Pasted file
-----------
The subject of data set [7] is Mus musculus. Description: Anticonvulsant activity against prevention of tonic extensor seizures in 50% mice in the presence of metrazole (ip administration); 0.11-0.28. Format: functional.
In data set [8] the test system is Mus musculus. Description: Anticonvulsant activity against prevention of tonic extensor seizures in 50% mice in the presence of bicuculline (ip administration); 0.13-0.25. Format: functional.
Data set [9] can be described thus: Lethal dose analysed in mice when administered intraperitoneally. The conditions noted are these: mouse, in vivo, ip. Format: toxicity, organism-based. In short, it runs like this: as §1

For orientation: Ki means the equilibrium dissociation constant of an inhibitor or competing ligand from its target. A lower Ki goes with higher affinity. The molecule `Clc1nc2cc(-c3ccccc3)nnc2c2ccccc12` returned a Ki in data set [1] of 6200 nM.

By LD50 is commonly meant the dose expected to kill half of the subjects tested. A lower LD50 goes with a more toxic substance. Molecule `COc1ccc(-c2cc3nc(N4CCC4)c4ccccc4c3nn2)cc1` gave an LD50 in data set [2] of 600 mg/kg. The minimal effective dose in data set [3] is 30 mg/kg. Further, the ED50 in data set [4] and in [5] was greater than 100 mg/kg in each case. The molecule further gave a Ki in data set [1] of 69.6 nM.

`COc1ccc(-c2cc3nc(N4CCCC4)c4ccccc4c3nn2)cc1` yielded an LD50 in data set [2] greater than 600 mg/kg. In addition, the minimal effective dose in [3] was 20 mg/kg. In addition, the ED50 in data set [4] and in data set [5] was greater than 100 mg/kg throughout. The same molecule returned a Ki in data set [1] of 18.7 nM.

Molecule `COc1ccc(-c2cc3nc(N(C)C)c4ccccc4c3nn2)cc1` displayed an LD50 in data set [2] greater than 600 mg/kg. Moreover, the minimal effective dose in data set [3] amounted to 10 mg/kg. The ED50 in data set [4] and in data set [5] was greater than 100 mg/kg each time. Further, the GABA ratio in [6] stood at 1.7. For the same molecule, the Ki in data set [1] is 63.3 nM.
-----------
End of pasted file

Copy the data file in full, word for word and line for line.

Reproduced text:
The subject of data set [7] is Mus musculus. Description: Anticonvulsant activity against prevention of tonic extensor seizures in 50% mice in the presence of metrazole (ip administration); 0.11-0.28. Format: functional.
In data set [8] the test system is Mus musculus. Description: Anticonvulsant activity against prevention of tonic extensor seizures in 50% mice in the presence of bicuculline (ip administration); 0.13-0.25. Format: functional.
Data set [9] can be described thus: Lethal dose analysed in mice when administered intraperitoneally. The conditions noted are these: mouse, in vivo, ip. Format: toxicity, organism-based. In short, it runs like this: as §1

For orientation: Ki means the equilibrium dissociation constant of an inhibitor or competing ligand from its target. A lower Ki goes with higher affinity. The molecule `Clc1nc2cc(-c3ccccc3)nnc2c2ccccc12` returned a Ki in data set [1] of 6200 nM.

By LD50 is commonly meant the dose expected to kill half of the subjects tested. A lower LD50 goes with a more toxic substance. Molecule `COc1ccc(-c2cc3nc(N4CCC4)c4ccccc4c3nn2)cc1` gave an LD50 in data set [2] of 600 mg/kg. The minimal effective dose in data set [3] is 30 mg/kg. Further, the ED50 in data set [4] and in [5] was greater than 100 mg/kg in each case. The molecule further gave a Ki in data set [1] of 69.6 nM.

`COc1ccc(-c2cc3nc(N4CCCC4)c4ccccc4c3nn2)cc1` yielded an LD50 in data set [2] greater than 600 mg/kg. In addition, the minimal effective dose in [3] was 20 mg/kg. In addition, the ED50 in data set [4] and in data set [5] was greater than 100 mg/kg throughout. The same molecule returned a Ki in data set [1] of 18.7 nM.

Molecule `COc1ccc(-c2cc3nc(N(C)C)c4ccccc4c3nn2)cc1` displayed an LD50 in data set [2] greater than 600 mg/kg. Moreover, the minimal effective dose in data set [3] amounted to 10 mg/kg. The ED50 in data set [4] and in data set [5] was greater than 100 mg/kg each time. Further, the GABA ratio in [6] stood at 1.7. For the same molecule, the Ki in data set [1] is 63.3 nM.